AFP (Oct. 23, 2014) One man is on a mission to boost the population of wolves in China's violence-wracked far west. The animal - symbol of the Uighur minority there - is under threat with a massive human resettlement program in the region. Duration: 00:41 Video provided by AFP
Powered by NewsLook.com
Breakfast Debate: To Eat Or Not To Eat?

Breakfast Debate: To Eat Or Not To Eat?

Newsy (Oct. 23, 2014) Conflicting studies published in the same week re-ignited the debate over whether we should be eating breakfast. Video provided by Newsy
Powered by NewsLook.com

Search ScienceDaily

Number of stories in archives: 140,361

Find with keyword(s):
Enter a keyword or phrase to search ScienceDaily for related topics and research stories.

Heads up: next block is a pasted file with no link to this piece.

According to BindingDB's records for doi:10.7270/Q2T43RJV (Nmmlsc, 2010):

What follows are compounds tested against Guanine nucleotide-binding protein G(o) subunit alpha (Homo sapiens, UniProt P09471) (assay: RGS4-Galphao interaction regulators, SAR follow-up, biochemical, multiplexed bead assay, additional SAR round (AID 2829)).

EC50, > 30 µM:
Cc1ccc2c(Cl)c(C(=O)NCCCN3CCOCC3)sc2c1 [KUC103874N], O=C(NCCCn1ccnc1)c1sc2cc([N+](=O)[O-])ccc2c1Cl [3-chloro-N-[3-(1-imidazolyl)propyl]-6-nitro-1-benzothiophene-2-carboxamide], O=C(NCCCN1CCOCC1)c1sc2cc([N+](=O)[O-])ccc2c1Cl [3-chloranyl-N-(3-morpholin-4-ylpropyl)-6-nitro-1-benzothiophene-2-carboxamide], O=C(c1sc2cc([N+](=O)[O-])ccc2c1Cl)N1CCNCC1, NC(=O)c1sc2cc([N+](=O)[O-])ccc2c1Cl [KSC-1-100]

Save/Print:
Share:

Breaking News:

Strange & Offbeat Stories


Plants & Animals

Earth & Climate

Fossils & Ruins

In Other News

... from NewsDaily.com

Science News

Health News

Environment News

Technology News



Save/Print:
Share:

Free Subscriptions


Get the latest science news with ScienceDaily's free email newsletters, updated daily and weekly. Or view hourly updated newsfeeds in your RSS reader:

Get Social & Mobile


Keep up to date with the latest news from ScienceDaily via social networks and mobile apps:

Have Feedback?


Tell us what you think of ScienceDaily -- we welcome both positive and negative comments. Have any problems using the site? Questions?
Mobile: iPhone Android Web
Follow: Facebook Twitter Google+
Subscribe: RSS Feeds Email Newsletters
Latest Headlines Health & Medicine Mind & Brain Space & Time Matter & Energy Computers & Math Plants & Animals Earth & Climate Fossils & Ruins